COVID in the time of Hamilton – Part I

COVID in the time of Hamilton – Part I


As much as the world has, and continues to suffer from the Coronavirus known as COVID-19, we can be thankful that it is not the Black Plague, leprosy or the flu pandemic of World War I.   Before widespread sanitation and health care, diseases raged through our cities unchecked.  The deadly plague in Alexander Hamilton’s time was yellow fever, a disease that mysteriously killed large percentages of Americans each summer.

No one then knew that yellow fever was spread the by mosquitos that bred in stagnant, standing water.  Back then the city was dotted with ponds and cesspools and privy ditches.  Sewage ran into the water supply, polluting wells and town pumps, and the populace generally avoided drinking water in favor of beer and tea and wine.  Wealthier folk built homes in the country where they could pass the summer safely until the first frost when it was safe to come home.

Yellow fever first appeared in Philadelphia when refugees from a Caribbean epidemic landed there in 1793.  That year, the disease spread through Philadelphia, then the capital of the United States, killing 10% of the population (5,000 in a city of 50,000) by October when the weather turned cold.

Yellow fever began with exhaustion, headaches, and fever, then it yellowed the skin and the eyes and brought mental delirium. Within days victims were vomiting black bile, bleeding from the mouth and rectum, and then they died in agony.  Government officials fled into the hills from the plague, but merchants suppressed news coverage, fearing a drop in trade.  Rumor carried the news to other places, and it did reach New York.

Upon hearing that the disease ran rampant in Philadelphia, the leading citizens of New York instituted a Board of Health which forbade ships from Philadelphia from landing, and imposed conditions for any ships sailing beyond Bedloe’s Island where the Statute of Liberty now stands.  Each ship was inspected and where any hint of the disease was suspected, the ship was turned away.  By imposing such travel restrictions, New York escaped the deadly plague, at least for that year, 1793, and the next.  But in 1795, as the weather warmed and mosquitoes bred in standing water, New York’s epidemic began.  By the end of the summer it had killed thousands of the 60,000 residents.

When Philadelphia was the nation’s capital in 1793-94, Alexander Hamilton lived and worked there as Secretary of the Treasury, but he retired January 31, 1795 and moved back to New York City in time for the outbreak of 1795.  Horror stories are recounted from that time, men, women and children dying in the streets, bodies piling up and quickly buried in shallow graves. Some scientific men made a connection between the disease and filthy water.  Hamilton’s answer in those years was to send his family north to Albany to stay at his in-laws’ home, and then in 1801 to buy thirty-five acres in northern Manhattan and build his Federalist showplace, the Grange.  His attitude toward the deadly disease mirrored his disdain for bullets: he had no fear.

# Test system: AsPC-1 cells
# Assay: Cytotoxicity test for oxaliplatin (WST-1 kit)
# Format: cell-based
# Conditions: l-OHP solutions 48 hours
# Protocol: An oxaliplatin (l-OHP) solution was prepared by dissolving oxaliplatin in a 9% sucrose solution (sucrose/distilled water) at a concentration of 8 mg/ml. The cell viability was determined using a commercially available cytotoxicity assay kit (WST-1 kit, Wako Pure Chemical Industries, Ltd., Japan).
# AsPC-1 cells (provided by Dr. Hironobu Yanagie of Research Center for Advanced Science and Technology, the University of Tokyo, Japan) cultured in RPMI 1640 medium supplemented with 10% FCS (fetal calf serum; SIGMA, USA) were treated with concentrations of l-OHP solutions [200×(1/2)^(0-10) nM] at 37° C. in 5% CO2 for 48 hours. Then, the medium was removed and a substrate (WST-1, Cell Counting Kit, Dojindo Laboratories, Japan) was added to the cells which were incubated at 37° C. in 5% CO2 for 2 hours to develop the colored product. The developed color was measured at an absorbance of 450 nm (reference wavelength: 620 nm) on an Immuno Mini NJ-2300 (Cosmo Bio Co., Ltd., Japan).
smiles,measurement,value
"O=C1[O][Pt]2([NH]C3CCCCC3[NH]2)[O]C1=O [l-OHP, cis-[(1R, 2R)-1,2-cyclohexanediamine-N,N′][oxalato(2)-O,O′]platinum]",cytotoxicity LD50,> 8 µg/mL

Yes, Hamilton was courageous to the point of recklessness.  In August, 1775, for example, the 64-gun British warship Asia occupied New York’s harbor.  Hamilton and his brother-in-arms Hercules Mulligan, along with a hundred Sons of Liberty, raided the Battery at the tip of Manhattan one dark night to steal twenty-four cannons.  As they hauled the cannon out by ropes, Hamilton handed his musket to Mulligan to hold as he took hold of a rope.  By then the warship was in place firing from all of its thirty-two starboard gun ports into the Battery.

When Hamilton asked Mulligan for his musket, the Irishman admitted he had propped the gun against the wall and left it inside when the cannon assault had begun.  Hamilton coolly walked back into the Battery in the midst of heavy shelling, nonchalantly returned with his musket and helped haul the cannon away.  The raid captured twenty-one of the fort’s twenty-four guns to use for the American cause.

Hamilton’s disdain for risk was a hallmark of his character.  When he was finally given a field command at the battle of Yorktown, Hamilton drilled his men just out of range from the British guns so they’d waste their shot.  At the command to attack, Hamilton was the first one over the barrier, brandishing his sword, leading his men into the redcoats’ live fire.  He was never shy about confronting other attorneys in courtrooms or political opponents in the world of public opinion.  Although he came from nothing, this poor orphan from the Caribbean tackled any challenge, persuaded many savvy politicians to vote his way, served as George Washington’s alter ego, and so impressed General Philip Schuyler that he accepted him as a son-in-law.

Hamilton’s courage often bordered on rashness.  When his family sheltered in the country during the height of the yellow fever epidemics, he stayed behind in Philadelphia and then in New York in order to work.  Unfortunately, this disregard for his own safety and his belief that he could take risks without consequences led him to accept Burr’s challenge, and finally cost him his life.

It was July in Manhattan, a humid, sweltering time that bred mosquitoes, but the battle between the Federalists and the Democratic-Republicans grew vicious.  He met the conflict with his usual devil-may-care attitude, until his luck ran out.